Posts tagged "Retirement"

Public Employee Retirement Administration Commission v. Contributory Retirement Appeal Board, et al. (Lawyers Weekly No. 10-027-18)

NOTICE:  All slip opinions and orders are subject to formal revision and are superseded by the advance sheets and bound volumes of the Official Reports.  If you find a typographical error or other formal error, please notify the Reporter of Decisions, Supreme Judicial Court, John Adams Courthouse, 1 Pemberton Square, Suite 2500, Boston, MA, 02108-1750; (617) 557-1030; SJCReporter@sjc.state.ma.us   SJC-12331   PUBLIC EMPLOYEE RETIREMENT ADMINISTRATION COMMISSION  vs.  CONTRIBUTORY RETIREMENT APPEAL BOARD & others.[1]       Suffolk.     November 6, 2017. – February 13, 2018.   Present:  Gants, C.J., Gaziano, Lowy, Budd, & Cypher, JJ.     Public Employee Retirement Administration Commission.  Contributory Retirement Appeal Board.  Retirement.  Public Employment, Retirement, Sick leave benefits, Vacation pay, Worker’s compensation.  Words, “Regular compensation.”       Civil action commenced in the Superior Court Department on May 14, 2015.   The case was heard by Peter M. Lauriat, J., on motions for judgment on the pleadings.   The Supreme Judicial Court on its own initiative transferred the case from the Appeals Court.     Judith A. Corrigan, Special Assistant Attorney General, for the plaintiff. Michael Sacco for retirement board of Swampscott.          CYPHER, J.  The plaintiff, the Public Employee Retirement Administration Commission (PERAC), appeals from a Superior Court judge’s decision affirming a determination by the Contributory Retirement Appeal Board (CRAB) that sick or vacation payments, when used to supplement workers’ compensation payments, are not “regular compensation” as defined in G. L. c. 32, § 1.  PERAC argues that CRAB’s decision is incorrect as a matter of law.  We disagree, and for the following reasons we affirm the decision of the Superior Court judge. Background.  The relevant facts are not in dispute.  From September 30, 1985, to July 7, 2012, Robert Vernava worked for the town of Swampscott’s department of public works.  On June 13, 2010, Vernava sustained injuries while performing job-related duties.  He began receiving workers’ compensation benefits the same day.  In addition to the workers’ compensation benefits, under G. L. c. 152, § 69, Vernava also received two hours per week of sick or vacation pay (supplemental pay) in order to maintain his union membership and life insurance.[2] Pursuant to G. L. c. 32, § 7, on February 1, 2012, the town of Swampscott filed an application seeking to retire Vernava involuntarily for accidental disability.  On June 28, 2012, the retirement board of Swampscott (board) approved the application and voted to involuntarily retire Vernava due to accidental disability.  Vernava received his workers’ compensation benefits and supplemental pay until July 7, 2012. Under G. L. c. 32, § 7 (2), the effective date of an employee’s accidental disability retirement is the latest of the following:  (1) “the date the injury was sustained;” (2) “the date […]

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Posted by Massachusetts Legal Resources - February 13, 2018 at 9:00 pm

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Dell’Isola v. State Board of Retirement, et al. (Lawyers Weekly No. 11-154-17)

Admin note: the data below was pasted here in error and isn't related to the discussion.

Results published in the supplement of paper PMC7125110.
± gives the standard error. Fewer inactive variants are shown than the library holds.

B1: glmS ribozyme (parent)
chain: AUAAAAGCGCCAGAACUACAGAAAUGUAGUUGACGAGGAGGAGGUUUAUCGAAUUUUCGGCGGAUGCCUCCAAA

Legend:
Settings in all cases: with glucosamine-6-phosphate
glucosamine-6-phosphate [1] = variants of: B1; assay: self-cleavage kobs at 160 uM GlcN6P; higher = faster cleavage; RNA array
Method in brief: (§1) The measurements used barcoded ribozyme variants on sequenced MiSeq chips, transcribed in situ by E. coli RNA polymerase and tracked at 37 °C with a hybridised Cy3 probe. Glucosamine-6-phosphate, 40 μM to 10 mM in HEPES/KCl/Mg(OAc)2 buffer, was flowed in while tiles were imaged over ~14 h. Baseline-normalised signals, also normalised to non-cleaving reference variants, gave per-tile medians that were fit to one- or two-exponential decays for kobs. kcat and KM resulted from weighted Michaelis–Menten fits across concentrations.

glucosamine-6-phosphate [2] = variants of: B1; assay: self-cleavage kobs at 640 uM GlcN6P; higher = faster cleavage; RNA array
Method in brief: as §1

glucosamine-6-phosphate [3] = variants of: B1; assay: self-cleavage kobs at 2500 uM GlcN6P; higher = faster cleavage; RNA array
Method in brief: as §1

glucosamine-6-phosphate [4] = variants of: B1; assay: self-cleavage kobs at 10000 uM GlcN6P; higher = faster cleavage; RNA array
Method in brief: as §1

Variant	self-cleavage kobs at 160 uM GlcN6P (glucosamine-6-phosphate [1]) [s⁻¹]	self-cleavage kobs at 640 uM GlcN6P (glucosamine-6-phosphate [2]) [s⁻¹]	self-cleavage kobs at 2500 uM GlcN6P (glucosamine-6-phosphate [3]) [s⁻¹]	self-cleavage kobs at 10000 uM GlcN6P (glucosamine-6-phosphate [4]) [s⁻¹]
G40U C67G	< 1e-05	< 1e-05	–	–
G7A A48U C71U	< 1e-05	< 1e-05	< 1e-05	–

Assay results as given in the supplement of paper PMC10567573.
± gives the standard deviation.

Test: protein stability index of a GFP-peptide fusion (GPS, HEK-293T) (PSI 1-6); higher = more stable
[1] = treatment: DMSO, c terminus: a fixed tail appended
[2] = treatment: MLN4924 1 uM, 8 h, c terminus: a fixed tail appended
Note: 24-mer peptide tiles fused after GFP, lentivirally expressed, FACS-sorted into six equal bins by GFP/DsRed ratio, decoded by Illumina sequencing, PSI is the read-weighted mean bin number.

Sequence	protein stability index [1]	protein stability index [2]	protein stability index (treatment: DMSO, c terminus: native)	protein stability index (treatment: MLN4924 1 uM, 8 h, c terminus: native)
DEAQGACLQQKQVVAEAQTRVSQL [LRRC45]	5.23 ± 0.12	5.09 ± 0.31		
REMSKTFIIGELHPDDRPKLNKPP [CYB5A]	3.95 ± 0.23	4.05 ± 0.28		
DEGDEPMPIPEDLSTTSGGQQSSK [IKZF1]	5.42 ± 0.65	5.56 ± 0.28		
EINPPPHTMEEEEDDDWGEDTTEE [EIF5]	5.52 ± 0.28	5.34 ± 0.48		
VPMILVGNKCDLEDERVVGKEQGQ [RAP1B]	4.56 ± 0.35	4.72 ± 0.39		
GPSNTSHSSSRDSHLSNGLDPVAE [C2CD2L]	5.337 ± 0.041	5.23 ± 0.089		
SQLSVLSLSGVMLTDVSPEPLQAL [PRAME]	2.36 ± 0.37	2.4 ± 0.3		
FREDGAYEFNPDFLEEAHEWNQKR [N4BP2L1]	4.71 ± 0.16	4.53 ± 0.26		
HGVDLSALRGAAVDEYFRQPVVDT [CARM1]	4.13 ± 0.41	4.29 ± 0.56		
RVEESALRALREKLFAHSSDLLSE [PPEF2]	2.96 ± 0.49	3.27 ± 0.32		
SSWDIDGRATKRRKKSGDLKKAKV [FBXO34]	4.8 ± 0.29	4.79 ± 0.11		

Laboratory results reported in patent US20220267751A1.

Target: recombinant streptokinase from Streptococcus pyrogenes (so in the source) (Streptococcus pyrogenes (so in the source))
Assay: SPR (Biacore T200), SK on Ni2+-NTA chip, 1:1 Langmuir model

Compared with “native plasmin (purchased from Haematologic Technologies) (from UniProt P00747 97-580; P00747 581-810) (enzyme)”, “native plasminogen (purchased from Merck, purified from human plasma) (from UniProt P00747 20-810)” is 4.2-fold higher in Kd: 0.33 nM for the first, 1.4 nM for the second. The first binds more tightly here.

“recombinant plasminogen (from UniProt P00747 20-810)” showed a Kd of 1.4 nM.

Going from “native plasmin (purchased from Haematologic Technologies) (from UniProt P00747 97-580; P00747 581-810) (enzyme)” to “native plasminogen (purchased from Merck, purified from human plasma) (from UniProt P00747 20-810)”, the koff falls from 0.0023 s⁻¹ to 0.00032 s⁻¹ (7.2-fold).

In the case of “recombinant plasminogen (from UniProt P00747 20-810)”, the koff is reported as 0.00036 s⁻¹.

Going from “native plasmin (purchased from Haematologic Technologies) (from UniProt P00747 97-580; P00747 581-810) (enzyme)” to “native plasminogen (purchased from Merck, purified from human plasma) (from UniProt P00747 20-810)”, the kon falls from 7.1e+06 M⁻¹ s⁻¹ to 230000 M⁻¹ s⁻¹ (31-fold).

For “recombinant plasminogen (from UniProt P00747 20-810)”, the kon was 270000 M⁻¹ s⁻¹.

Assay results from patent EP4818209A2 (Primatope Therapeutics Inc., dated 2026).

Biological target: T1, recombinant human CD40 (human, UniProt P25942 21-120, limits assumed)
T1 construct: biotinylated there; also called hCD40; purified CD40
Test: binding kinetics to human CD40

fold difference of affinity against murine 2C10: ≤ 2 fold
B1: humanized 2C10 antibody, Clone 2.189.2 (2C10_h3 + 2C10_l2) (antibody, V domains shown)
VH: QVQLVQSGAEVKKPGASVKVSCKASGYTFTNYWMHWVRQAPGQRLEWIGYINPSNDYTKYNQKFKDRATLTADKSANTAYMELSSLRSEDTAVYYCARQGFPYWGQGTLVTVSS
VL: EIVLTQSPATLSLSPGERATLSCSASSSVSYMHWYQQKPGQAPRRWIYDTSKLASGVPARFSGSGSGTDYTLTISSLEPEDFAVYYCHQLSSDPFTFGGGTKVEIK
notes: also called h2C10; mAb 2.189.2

NOTICE:  All slip opinions and orders are subject to formal revision and are superseded by the advance sheets and bound volumes of the Official Reports.  If you find a typographical error or other formal error, please notify the Reporter of Decisions, Supreme Judicial Court, John Adams Courthouse, 1 Pemberton Square, Suite 2500, Boston, MA, 02108-1750; (617) 557-1030; SJCReporter@sjc.state.ma.us   16-P-963                                        Appeals Court   MICHAEL DELL’ISOLA  vs.  STATE BOARD OF RETIREMENT another[1].     No. 16-P-963.   Suffolk.     September 8, 2017. – December 15, 2017.   Present:  Rubin, Neyman, & Henry, JJ.     Retirement.  Public Employment, Forfeiture of pension.  Correction Officer.       Civil action commenced in the Superior Court Department on December 31, 2014.   The case was heard by Linda E. Giles, J., on motions for judgment on the pleadings.     David R. Marks, Assistant Attorney General, for State Board of Retirement. Nicholas Poser for the plaintiff.     HENRY, J.  Michael Dell’Isola was a correction officer when he committed the crime of possession of cocaine.  The State Retirement Board (board) subsequently conducted a hearing and made factual findings that Dell’Isola came into possession of the cocaine only as a result of an arrangement with an inmate who had been in his custody and who at the time remained in the custody of the Middlesex County sheriff’s office.  This case thus requires us to consider whether, pursuant to G. L. c. 32, § 15(4), Dell’Isola’s conviction requires forfeiture of his retirement allowance.[2]  General Laws c. 32, § 15(4), inserted by St. 1987, c. 697, § 47, provides that “[i]n no event shall any member [of the State employees’ retirement system] after final conviction of a criminal offense involving violation of the laws applicable to his office or position, be entitled to receive a retirement allowance.”  Because how Dell’Isola came into possession of the cocaine was factually linked to his position as a correction officer, we hold that his criminal offense falls within the purview of § 15(4) and he is ineligible to receive a retirement allowance. Background.  In September, 2012, a jury convicted Dell’Isola of one charge of possession of cocaine.  The board later held a hearing regarding Dell’Isola’s application for a superannuation allowance.  The board made the following findings of fact based on an evidentiary hearing and largely based on a transcript of Dell’Isola’s own statements during a postarrest interview with the State police. In 2011, Dell’Isola was a sergeant and a senior correction officer with the Middlesex County sheriff’s office, having served in the office since 1982.  An inmate under Dell’Isola’s supervision at the Middlesex County jail in Cambridge, identified only as “George,” offered Dell’Isola “a large amount of cash” and told Dell’Isola to contact George’s mother.[3]  Dell’Isola met with […]